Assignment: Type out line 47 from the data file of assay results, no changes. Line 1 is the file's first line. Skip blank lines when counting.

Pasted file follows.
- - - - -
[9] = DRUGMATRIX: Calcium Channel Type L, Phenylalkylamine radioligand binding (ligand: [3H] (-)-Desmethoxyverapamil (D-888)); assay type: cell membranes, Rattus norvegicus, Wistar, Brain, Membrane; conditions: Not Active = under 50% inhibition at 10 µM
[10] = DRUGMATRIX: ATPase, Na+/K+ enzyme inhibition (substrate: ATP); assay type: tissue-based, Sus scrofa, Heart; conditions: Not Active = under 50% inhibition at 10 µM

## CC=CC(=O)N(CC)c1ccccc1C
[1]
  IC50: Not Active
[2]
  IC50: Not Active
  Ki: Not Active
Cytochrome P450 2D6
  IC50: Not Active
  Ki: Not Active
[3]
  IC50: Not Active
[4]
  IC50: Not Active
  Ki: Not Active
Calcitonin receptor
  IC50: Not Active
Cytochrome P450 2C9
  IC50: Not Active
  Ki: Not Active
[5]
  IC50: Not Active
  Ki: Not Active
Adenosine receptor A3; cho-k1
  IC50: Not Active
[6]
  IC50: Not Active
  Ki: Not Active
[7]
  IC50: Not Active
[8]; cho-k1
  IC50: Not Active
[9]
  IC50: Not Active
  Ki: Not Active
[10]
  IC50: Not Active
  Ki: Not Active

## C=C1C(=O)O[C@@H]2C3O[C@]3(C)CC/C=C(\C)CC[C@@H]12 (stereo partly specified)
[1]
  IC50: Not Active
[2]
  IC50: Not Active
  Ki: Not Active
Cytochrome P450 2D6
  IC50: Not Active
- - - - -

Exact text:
  IC50: Not Active